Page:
Bill Maher, political commentator and comedian, recently made these statements: “New rule: If churches don’t have to pay taxes, they also can’t call the fire department when they catch fire. Sorry, Reverend, that’s one of those services that goes along with paying in. I’ll use the fire department I pay for. You can pray for rain.”

And, to a cheering audience Maher further stated: “If we levy taxes — sin taxes, they call them — on things that are bad to get people to stop doing them, why, in Heaven’s name, don’t we tax religion — a sexist, homophobic magic act that’s been used to justify everything from genital mutilation to genocide? You want to raise the tax on tobacco so kids don’t get cancer? Okay. But then let’s put one [a tax] on Sunday school so they don’t get stupid.”

Through this type of comedic harassment and relentless political attack, public opinion continues to be turned against the church. And through Maher’s last comment above we see the ultimate goal – to control, censor or stop through taxation what churches and congregants can believe, teach and preach.

Answering Questions on the Light Doctrine

May 11th, 2017

Bro. Bobby Killmon

by Bobby Killmon

 

How would you address the claim that “There are ‘good people’ who haven’t obeyed Acts 2:38 who might be saved…” or will perhaps be “…judged by the light they knew”? 

First, I wouldn’t answer that personally but instead would let Scripture speak on that clearly. Scripture does not say people will be saved by ignorance in our age (Acts 17:30). Further, Scripture is against salvation by works. Paul spends the first three chapters of Romans making the theological point clear that no one is saved by works righteousness. The only way to be saved is to appropriate by faith the perfect law keeping of the man Jesus through obedience to the Gospel. The absolute uniformity of the entire NT witness to this fact is a powerful witness that cannot be denied.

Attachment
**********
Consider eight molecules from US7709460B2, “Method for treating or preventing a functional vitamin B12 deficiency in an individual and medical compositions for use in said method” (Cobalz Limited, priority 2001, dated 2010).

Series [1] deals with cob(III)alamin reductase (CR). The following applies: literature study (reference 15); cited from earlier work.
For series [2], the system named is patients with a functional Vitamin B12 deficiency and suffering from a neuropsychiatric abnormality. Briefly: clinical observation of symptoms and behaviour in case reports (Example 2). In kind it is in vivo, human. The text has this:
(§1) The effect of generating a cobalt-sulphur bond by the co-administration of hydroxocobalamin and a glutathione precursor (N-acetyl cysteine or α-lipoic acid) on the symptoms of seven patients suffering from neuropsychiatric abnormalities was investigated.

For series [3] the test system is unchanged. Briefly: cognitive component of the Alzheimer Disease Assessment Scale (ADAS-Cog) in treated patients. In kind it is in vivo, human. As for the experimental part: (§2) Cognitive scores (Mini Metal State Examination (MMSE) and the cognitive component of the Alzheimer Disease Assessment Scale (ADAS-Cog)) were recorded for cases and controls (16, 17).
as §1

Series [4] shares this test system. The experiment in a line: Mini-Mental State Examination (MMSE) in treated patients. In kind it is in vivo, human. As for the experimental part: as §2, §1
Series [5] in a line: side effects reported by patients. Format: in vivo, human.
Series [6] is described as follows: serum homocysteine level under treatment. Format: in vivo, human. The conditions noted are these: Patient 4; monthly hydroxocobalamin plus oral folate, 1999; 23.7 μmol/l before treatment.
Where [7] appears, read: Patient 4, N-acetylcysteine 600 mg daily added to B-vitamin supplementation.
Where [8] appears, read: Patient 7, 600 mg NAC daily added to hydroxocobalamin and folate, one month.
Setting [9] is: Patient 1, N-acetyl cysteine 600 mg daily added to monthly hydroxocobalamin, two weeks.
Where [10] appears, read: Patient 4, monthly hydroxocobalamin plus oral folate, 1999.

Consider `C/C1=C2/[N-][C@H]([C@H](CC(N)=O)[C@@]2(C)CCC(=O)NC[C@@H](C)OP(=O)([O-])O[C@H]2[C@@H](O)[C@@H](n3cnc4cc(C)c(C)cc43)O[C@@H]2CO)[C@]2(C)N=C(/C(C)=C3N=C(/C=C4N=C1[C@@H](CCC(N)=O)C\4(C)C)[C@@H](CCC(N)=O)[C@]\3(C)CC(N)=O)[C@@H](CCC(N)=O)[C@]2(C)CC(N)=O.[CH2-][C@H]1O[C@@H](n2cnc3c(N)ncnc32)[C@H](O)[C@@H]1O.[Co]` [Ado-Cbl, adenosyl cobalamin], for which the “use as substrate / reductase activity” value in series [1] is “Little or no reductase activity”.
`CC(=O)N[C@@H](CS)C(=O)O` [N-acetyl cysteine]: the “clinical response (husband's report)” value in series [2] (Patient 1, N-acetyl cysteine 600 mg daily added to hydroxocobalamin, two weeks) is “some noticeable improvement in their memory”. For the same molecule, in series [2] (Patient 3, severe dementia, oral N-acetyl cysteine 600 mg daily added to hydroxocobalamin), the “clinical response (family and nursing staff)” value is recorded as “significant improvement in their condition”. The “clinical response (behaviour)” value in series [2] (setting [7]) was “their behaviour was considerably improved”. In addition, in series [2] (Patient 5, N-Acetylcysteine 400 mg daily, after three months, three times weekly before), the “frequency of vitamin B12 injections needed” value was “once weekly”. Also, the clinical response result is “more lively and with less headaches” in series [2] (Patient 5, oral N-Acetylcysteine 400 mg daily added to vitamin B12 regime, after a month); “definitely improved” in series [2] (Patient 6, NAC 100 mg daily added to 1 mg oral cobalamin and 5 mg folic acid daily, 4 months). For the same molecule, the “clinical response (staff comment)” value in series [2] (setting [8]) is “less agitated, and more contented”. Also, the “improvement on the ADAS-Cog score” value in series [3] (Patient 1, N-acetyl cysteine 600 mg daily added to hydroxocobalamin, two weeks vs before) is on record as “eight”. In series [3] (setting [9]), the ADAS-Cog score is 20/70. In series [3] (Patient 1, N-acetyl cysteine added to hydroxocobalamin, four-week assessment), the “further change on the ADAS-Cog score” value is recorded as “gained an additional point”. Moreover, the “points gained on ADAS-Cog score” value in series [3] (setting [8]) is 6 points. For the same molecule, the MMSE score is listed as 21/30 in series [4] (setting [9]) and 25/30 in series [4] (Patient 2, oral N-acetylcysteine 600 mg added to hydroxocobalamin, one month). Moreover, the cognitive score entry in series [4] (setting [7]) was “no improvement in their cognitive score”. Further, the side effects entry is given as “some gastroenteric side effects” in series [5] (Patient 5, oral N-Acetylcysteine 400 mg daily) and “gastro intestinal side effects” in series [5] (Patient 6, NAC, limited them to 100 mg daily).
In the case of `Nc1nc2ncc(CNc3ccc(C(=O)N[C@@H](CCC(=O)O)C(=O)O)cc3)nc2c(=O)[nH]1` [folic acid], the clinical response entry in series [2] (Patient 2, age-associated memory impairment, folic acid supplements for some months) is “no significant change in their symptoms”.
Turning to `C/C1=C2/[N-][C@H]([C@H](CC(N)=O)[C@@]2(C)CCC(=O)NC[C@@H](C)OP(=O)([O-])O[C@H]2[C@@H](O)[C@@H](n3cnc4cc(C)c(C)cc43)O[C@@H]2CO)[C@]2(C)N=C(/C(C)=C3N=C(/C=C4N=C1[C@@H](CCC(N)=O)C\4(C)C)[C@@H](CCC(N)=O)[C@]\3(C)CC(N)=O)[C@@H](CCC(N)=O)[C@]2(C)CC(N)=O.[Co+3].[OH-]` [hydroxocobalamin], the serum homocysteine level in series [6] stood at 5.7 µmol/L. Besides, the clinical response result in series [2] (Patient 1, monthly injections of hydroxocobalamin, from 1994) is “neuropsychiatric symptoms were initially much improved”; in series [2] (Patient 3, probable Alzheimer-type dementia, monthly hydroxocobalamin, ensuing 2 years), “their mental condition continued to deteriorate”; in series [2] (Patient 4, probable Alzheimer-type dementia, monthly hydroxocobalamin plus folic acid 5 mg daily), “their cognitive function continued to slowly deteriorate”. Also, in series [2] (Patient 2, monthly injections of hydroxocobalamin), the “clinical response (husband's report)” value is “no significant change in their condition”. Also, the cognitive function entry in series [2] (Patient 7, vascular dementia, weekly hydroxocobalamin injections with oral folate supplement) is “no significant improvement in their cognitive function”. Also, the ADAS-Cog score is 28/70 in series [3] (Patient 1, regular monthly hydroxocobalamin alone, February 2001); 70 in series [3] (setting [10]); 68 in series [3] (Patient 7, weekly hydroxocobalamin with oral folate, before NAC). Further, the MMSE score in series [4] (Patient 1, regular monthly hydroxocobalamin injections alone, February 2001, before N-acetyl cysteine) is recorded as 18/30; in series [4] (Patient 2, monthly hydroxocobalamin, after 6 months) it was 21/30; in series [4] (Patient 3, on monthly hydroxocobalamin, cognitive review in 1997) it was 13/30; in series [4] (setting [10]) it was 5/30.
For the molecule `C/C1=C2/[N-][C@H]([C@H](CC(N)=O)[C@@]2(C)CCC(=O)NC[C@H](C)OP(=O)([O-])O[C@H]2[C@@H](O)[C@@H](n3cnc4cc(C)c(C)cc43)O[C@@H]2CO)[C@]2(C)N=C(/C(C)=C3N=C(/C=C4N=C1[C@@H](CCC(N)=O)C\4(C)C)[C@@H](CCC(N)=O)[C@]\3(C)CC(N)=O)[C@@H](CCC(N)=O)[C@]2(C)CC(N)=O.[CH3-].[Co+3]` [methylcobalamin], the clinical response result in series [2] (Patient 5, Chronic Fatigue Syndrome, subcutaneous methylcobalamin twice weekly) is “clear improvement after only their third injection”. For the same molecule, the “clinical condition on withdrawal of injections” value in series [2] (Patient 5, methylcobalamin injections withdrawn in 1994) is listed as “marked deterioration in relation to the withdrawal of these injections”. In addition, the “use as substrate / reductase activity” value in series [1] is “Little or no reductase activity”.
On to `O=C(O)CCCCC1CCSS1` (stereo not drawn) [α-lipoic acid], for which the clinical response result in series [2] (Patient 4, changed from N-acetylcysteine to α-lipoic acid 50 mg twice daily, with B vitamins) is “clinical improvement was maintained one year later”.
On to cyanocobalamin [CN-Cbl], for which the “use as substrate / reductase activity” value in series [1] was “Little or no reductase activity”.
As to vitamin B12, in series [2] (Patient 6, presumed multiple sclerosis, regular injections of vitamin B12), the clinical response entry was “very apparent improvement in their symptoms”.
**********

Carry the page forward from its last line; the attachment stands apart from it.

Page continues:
As one man said, we must see all of humanity’s ruin in sin and the surety of God’s just punishment guaranteed before we can then go on to God’s perfect remedy in Christ. The old timers used to teach this same point strongly as well through statements like, “You must preach them lost before you preach them saved!” Or “God didn’t come to make good men better . . . He came to make dead men alive!”

One Way sign

The question of what we do with “good people” has at its core an unscriptural view of humanity. By what definition do we say people are “good” and then what is the standard for entrance into heaven? All have sinned . . . and sinless perfection is the standard of entrance into heaven. Either we are “hid in Christ” and have joined with Him as a perfect man in covenant, or we are left on our own to face a holy and just God alone. Paul is clear. No one, not even the Jews, including David their greatest King and Abraham the father of the faith, has ever kept the law perfectly. All have “fallen short.”

The purpose of the law then was not to give us a series of steps to heaven. It was to expose our inability to merit heaven so we would be convinced we could not earn salvation. This leads to both acknowledgement of our sinfulness and the subsequent need for salvation. Only after this can we be preached to about Christ! The correct response will then be obedient faith, which simply takes what God freely gives. Our obedient faith is critical, and the continued life of faith afterward, but it adds nothing to the gift of entrance into the Kingdom itself. It is only by grace we have both capacity (the measure of faith innate from our created make-up) and opportunity (through the substitutionary work of the man Christ Jesus).

The point is simple then. Anything less than appropriating this provided forgiveness through the direct command of Jesus through both water and Spirit baptism (John 3:3-8), which was also affirmed by the apostles throughout the NT (Acts 2:38-39; 4:12; 8:5-15; 10:44-48; 11:17; 19:1-6; 1 Cor. 6:9-11; 12:13; Titus 3:5-6) is not salvation. Anything less is not Apostolic. We do not believe in “works righteousness” or that people will be saved because they are simply “good people.” We cannot believe in salvation by ignorance either. Jesus and the Apostles did not lie. God does not ever “grade on the curve.” This message has always been clearly in the Bible, and the command at Pentecost for our age has still not ever changed. We do people no favor by trying to include them another way. We must only say what Jesus and the Apostles said! That truth still works today as it always has since the day of Pentecost!